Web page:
Royston Turquoise is recognized for its dominantly green to lighter blue color range. Many stones display a combination of its darker and lighter green colors in a layered pattern. The matrix is usually a dark brown but can get lighter into the yellow or golden range. The dark greens contrast will with the gold matrix and the lighter blues with the dark brown matrix. The deeper and darker color variations are highly desired and can very valuable. Not many other mines can mimic the look of Royston, however, sometimes Chinese turquoise stones can have a similar color. A few of the lighter green turquoise from the Royston mine, that display little matrix, can sometimes approach the look of Cheyenne turquoise.
Native American artists like to use Royston turquoise in their jewelry as it is high quality and mined locally. The distinctive green color gives great contrast with other stones used in jewelry such as red coral, orange spiny oyster and even other shades of turquoise. It is usually common to find the more established artists using Royston turquoise, as it can be more expensive than turquoise from other active mines.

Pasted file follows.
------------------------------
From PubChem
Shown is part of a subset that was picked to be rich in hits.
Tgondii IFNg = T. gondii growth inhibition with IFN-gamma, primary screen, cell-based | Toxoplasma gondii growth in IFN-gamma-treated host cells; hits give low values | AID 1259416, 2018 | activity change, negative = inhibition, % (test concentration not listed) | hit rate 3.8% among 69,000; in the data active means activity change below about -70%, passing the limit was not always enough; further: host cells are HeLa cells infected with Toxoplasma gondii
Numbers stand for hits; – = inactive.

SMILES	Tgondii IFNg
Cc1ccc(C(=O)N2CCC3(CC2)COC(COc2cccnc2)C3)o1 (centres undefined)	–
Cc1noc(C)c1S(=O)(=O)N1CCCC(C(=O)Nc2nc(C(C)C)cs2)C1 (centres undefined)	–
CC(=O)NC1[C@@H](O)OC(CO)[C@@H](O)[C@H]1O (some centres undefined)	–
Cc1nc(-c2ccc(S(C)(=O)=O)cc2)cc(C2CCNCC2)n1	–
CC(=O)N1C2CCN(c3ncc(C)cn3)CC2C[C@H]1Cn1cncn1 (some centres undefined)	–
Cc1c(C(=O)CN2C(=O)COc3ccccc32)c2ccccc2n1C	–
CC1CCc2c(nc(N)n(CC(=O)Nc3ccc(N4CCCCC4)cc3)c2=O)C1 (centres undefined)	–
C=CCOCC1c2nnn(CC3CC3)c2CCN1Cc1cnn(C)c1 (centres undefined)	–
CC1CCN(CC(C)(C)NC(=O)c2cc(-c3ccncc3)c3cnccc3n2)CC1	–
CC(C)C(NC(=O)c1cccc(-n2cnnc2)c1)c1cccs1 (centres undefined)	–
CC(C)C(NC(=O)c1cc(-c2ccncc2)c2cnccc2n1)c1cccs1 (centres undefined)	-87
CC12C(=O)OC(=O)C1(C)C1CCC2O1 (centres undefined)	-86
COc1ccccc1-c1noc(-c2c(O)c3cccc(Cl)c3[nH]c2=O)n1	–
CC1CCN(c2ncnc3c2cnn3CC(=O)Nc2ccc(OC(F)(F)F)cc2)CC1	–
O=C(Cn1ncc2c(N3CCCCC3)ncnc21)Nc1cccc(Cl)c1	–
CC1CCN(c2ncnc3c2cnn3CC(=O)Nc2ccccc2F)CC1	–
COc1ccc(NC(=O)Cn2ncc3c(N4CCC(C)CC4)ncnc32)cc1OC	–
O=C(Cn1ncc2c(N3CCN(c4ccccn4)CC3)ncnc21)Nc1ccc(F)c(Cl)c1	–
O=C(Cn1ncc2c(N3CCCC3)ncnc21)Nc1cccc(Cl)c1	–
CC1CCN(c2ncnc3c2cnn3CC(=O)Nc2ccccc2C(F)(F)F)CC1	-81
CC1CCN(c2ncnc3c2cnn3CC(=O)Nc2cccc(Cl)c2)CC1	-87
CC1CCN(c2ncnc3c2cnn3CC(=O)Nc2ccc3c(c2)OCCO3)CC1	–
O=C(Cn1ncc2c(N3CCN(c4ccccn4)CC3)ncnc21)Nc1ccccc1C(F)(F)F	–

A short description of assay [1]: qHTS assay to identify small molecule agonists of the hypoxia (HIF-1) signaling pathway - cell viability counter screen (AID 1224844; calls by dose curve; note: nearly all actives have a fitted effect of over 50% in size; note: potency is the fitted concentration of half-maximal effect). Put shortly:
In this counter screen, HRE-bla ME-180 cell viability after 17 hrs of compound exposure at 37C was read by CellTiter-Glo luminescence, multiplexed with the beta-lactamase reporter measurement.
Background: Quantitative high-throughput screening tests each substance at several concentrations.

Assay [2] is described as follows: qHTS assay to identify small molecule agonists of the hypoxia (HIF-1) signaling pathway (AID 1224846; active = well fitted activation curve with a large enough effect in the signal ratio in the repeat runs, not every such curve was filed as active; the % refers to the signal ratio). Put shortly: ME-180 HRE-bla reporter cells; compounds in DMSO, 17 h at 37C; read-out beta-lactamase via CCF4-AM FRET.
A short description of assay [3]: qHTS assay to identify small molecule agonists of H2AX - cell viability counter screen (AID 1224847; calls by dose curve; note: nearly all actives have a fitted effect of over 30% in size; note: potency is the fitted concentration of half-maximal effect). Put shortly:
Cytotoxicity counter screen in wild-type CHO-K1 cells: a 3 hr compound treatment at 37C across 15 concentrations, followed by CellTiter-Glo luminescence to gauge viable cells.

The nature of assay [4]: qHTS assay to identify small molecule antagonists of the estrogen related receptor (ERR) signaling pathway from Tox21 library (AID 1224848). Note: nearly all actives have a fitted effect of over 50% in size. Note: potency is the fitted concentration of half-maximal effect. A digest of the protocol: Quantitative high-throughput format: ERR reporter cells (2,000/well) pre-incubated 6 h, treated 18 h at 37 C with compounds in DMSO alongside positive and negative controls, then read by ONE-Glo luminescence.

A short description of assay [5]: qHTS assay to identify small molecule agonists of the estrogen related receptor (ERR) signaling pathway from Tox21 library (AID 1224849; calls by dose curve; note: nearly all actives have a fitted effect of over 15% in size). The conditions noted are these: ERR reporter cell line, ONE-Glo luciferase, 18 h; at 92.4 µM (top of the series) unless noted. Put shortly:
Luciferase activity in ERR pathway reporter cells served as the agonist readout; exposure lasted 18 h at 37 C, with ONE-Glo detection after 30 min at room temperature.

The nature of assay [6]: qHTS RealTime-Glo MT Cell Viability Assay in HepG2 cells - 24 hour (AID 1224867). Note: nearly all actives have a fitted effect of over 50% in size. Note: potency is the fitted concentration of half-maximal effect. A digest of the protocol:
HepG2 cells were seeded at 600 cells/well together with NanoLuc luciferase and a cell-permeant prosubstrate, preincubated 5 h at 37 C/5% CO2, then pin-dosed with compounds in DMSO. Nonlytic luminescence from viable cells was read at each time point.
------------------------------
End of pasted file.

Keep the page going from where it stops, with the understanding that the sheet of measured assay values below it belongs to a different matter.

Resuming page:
Royston Turquoise Mine
The Royston Turquoise Mine produces a good quantity of high-quality turquoise stones. It is one of the few remaining American active mines. The Royston Turquoise Mine is located in southwestern Nevada in the Royston District near the city of Tonapah. Originally a tunnel mine, it was discovered in 1902 by Lee F. Hand. It originally consisted of four claims; Bunker Hill, Easter Blue, Oscar Wehrend and Royal Blue. The mine is one of the oldest and longest active in Nevada. Acquired by Lynn Otteson in 1958, it is now small operation open pit mine operated by the Otteson Family. The Otteson family mines turquoise a few times a year and does all the fine processing.